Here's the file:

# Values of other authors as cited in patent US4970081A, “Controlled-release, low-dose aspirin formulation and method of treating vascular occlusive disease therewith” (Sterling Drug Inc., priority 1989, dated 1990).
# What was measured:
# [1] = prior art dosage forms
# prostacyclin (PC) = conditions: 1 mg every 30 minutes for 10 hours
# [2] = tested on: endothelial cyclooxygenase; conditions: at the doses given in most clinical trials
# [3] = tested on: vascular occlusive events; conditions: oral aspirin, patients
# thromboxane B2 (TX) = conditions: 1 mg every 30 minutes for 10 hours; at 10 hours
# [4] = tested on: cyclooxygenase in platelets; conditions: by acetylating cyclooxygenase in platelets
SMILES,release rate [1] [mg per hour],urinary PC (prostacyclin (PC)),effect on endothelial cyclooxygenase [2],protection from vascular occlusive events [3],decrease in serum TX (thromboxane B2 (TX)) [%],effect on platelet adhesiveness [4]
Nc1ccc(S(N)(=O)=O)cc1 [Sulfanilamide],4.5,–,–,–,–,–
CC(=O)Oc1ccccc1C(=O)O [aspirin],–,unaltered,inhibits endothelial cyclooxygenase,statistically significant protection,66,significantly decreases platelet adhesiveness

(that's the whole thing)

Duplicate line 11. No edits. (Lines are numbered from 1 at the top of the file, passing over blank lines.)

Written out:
CC(=O)Oc1ccccc1C(=O)O [aspirin],–,unaltered,inhibits endothelial cyclooxygenase,statistically significant protection,66,significantly decreases platelet adhesiveness